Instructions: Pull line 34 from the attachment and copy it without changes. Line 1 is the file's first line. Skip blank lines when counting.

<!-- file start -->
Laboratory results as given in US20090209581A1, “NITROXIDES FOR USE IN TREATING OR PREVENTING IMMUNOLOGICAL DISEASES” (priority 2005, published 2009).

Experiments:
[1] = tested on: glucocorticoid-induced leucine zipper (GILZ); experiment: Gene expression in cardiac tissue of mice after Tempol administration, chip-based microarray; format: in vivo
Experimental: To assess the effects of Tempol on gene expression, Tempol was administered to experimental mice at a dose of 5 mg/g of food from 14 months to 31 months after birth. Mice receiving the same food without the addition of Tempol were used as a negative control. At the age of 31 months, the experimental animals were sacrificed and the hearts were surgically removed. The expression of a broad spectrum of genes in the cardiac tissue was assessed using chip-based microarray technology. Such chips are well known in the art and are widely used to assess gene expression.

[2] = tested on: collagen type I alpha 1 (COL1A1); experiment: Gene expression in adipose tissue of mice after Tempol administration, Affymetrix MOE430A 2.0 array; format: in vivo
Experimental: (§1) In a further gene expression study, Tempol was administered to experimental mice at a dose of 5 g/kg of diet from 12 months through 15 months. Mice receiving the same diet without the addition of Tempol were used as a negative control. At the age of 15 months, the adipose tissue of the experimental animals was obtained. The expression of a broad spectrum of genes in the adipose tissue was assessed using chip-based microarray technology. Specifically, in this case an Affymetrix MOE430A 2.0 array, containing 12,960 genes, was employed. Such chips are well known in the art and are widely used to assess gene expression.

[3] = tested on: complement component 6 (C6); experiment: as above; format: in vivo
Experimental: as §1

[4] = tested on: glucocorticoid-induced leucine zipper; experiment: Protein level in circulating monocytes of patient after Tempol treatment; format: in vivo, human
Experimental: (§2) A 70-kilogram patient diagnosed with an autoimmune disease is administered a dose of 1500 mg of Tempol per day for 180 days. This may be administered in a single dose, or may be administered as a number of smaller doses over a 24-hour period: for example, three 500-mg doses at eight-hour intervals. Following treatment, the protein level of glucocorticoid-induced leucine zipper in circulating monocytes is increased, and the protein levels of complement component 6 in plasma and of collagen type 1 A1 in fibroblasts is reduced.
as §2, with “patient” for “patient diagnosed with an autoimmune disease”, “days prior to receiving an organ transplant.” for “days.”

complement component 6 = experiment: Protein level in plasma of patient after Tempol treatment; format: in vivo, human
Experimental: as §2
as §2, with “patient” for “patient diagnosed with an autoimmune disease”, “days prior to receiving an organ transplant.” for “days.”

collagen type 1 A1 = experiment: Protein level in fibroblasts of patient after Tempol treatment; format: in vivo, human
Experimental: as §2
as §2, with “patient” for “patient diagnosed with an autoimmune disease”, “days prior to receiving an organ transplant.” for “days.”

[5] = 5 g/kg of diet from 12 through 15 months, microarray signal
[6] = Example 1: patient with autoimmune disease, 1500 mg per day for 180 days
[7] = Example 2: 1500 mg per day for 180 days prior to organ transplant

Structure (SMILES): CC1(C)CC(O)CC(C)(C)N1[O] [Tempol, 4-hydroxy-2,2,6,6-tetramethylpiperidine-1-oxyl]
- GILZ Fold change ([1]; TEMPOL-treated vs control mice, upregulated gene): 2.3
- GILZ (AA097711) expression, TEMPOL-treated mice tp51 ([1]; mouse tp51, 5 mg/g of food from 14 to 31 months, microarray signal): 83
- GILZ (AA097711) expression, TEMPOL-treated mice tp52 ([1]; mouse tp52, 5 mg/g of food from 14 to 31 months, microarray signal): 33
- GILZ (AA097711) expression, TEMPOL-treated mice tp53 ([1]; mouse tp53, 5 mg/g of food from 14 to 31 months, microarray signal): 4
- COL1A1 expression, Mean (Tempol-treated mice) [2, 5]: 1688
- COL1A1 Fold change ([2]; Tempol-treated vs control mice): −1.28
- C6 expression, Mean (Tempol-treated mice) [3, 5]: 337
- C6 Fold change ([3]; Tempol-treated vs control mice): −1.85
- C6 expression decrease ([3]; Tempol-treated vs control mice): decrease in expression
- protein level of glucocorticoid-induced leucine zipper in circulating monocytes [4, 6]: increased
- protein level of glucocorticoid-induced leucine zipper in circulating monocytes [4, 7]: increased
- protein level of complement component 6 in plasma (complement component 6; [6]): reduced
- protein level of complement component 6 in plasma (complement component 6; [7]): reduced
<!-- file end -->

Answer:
- protein level of complement component 6 in plasma (complement component 6; [7]): reduced